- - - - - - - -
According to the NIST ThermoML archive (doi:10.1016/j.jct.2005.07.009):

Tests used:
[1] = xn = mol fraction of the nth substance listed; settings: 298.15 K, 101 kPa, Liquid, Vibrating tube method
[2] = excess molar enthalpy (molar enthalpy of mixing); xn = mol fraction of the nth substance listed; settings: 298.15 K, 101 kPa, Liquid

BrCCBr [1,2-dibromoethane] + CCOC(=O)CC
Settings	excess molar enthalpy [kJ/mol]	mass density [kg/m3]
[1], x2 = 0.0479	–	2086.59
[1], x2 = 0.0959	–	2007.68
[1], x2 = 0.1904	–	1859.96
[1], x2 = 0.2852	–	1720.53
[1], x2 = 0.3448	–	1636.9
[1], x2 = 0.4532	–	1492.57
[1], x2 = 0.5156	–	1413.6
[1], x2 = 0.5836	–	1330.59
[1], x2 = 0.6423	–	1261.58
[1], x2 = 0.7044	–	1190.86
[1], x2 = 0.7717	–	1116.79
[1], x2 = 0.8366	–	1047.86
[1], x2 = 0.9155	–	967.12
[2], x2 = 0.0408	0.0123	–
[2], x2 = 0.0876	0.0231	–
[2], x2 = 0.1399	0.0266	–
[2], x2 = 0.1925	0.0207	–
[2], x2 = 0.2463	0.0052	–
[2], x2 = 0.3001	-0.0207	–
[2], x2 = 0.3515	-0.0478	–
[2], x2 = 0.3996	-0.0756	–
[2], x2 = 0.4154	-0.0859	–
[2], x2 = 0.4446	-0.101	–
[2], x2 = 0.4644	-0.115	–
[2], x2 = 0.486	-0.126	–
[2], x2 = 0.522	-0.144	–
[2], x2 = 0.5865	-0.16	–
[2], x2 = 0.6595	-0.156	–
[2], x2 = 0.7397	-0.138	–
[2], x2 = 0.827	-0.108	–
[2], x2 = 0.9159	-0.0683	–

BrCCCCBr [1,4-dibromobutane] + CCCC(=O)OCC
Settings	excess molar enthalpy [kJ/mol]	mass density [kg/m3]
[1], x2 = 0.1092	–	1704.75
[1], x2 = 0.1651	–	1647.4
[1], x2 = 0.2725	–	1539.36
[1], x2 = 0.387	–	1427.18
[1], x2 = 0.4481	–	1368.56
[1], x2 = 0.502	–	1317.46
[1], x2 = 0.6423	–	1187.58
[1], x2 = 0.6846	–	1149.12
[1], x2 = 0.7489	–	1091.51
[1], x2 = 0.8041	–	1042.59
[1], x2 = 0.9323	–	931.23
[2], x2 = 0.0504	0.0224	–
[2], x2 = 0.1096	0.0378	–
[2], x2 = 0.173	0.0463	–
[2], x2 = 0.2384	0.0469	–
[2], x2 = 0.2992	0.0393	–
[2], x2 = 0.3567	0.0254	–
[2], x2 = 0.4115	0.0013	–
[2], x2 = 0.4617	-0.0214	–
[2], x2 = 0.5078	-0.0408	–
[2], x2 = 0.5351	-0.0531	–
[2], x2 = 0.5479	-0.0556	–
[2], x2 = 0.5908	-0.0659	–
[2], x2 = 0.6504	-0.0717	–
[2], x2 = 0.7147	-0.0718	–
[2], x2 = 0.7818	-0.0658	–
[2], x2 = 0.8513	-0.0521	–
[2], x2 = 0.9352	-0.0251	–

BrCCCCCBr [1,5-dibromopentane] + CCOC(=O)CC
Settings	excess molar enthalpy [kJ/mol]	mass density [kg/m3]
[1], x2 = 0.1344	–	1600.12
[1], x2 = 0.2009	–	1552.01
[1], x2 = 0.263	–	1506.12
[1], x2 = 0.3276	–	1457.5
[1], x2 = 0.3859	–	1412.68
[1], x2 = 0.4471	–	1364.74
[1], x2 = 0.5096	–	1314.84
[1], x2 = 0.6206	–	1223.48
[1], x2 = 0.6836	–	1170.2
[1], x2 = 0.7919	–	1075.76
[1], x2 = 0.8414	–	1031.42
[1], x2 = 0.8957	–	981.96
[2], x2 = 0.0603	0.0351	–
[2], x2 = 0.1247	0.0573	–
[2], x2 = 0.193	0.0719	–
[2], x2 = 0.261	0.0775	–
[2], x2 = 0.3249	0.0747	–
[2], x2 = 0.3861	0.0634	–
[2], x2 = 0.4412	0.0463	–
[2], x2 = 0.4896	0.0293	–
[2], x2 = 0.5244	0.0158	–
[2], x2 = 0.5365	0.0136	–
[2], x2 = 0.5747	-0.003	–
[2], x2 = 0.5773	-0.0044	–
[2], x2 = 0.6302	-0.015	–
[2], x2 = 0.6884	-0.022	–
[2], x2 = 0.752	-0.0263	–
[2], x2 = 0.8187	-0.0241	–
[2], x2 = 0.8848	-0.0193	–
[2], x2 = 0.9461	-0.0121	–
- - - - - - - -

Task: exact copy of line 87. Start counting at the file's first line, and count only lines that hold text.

[2], x2 = 0.3861	0.0634	–